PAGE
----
8 thoughts on “P56 – Phillips

  1. Awesome presentation! I had two questions: What type of plaques to lysogenic bacteriophage produce, and how do you know?
    Why is it important to make the distinction between a lytic and lysogenic bacteriophage?

    1. Temperate phages produce cloudy/ turbid plaques. This is important because temperate phages integrate their DNA into the host cell, remaining dormant until environmental stressors cause the phage to lyse the cell whereas lytic phages go through the lytic lifecycle, immediately killing the cell. This impacter their possible uses for phage therapy.

    2. Temperate phages create turbid, cloudy plaques. The difference between temperate and lytic phages alter how they can be used in phage therapy where one kills the bacterial cell while the other integrates its DNA into the host chromosome.

    1. I would be looking for quality genes along with the length and size of the genome. Once the DNA is sequenced I would by looking at what genes are present if there are lysogenic genes or only lytic genes and if this matches the determination if the phage is lytic or temperate.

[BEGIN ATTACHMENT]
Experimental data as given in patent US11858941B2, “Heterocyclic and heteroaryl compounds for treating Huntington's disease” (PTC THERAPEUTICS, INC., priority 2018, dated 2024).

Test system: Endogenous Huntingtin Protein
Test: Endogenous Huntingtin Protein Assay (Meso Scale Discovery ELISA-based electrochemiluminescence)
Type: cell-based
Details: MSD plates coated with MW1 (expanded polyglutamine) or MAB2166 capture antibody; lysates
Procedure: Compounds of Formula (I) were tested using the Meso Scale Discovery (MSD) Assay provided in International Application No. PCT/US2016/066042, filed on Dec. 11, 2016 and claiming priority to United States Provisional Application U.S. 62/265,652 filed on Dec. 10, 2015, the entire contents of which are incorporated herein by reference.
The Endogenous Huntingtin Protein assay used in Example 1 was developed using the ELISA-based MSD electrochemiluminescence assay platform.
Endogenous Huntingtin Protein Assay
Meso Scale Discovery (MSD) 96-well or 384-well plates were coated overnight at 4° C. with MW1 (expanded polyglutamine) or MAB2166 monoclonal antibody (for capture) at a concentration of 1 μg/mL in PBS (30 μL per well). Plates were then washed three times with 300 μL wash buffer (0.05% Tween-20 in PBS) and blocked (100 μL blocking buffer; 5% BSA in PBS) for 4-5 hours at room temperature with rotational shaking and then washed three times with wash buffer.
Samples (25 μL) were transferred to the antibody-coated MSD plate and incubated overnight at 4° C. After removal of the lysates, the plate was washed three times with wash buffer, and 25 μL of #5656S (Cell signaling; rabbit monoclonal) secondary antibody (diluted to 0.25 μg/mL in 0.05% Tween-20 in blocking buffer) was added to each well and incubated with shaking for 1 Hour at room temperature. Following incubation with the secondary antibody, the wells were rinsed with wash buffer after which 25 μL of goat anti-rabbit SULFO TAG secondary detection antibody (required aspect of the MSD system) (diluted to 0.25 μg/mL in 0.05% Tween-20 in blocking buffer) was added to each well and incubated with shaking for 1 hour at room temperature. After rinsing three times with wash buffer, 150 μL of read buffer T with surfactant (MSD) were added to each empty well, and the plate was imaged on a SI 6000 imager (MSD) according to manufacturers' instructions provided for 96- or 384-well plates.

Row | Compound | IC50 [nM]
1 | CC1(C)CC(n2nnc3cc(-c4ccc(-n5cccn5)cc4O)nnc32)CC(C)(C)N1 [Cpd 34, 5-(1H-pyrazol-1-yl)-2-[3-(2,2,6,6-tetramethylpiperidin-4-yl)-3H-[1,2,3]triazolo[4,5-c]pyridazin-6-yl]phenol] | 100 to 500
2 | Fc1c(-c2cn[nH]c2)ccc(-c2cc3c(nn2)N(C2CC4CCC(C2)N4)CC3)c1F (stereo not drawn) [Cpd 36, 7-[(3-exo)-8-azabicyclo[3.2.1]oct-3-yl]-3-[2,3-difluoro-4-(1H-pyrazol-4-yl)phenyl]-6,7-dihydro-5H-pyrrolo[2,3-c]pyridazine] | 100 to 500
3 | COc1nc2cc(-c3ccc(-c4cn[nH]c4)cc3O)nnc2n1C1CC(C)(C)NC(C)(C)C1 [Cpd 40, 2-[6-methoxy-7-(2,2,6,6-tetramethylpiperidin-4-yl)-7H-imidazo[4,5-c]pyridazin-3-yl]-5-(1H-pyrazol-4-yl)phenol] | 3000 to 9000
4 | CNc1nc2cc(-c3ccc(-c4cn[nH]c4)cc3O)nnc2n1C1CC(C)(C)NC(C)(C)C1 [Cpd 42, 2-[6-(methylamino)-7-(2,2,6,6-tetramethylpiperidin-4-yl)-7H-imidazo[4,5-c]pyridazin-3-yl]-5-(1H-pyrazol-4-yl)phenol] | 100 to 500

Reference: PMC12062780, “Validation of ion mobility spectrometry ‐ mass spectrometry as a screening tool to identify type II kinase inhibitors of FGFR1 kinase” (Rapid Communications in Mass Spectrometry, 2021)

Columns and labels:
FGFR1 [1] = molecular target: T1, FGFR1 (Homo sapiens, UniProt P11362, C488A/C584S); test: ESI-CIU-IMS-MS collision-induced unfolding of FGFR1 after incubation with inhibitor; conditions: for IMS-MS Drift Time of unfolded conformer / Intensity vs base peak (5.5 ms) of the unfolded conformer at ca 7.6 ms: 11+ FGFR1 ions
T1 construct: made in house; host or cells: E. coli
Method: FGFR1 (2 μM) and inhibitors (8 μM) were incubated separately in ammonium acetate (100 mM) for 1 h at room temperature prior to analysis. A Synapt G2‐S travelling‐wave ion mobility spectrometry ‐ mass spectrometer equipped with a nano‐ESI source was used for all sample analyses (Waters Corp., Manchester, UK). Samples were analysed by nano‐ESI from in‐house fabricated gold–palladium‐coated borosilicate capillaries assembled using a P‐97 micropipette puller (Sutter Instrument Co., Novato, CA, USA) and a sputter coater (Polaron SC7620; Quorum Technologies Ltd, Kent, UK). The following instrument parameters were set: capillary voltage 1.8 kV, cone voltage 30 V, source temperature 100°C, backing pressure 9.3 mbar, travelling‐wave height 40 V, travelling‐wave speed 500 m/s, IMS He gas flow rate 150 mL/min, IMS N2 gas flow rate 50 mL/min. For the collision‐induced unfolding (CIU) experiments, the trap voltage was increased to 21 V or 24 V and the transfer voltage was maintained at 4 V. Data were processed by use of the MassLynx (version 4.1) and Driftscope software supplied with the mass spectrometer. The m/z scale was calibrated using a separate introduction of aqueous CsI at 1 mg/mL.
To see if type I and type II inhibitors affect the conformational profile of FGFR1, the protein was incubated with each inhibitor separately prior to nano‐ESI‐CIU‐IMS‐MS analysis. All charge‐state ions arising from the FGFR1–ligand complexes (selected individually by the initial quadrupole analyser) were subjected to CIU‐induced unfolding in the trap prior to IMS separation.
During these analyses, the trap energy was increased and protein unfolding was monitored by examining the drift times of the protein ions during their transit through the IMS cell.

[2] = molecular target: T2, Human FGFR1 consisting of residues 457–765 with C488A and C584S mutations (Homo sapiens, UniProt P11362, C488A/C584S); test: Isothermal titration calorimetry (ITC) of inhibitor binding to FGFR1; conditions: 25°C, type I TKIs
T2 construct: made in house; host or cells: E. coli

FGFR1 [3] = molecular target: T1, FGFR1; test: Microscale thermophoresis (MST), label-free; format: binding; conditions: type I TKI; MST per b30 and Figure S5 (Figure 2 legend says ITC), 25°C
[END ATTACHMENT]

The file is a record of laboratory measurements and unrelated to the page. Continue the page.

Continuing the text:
2. I would look at the the DNA along with the size/length. Once the DNA is sequenced I would then look at what genes are present if there are lytic genes and lysogenic genes and if this aligned with the determination of the phage being lytic.

  2. Besides the bacterial strain which they were mentioned to infect, do you know of any other bacterial strains infected by this phage?

    1. Currently, no, I do not know of any. I have not tested the host range yet or sequenced the phage.

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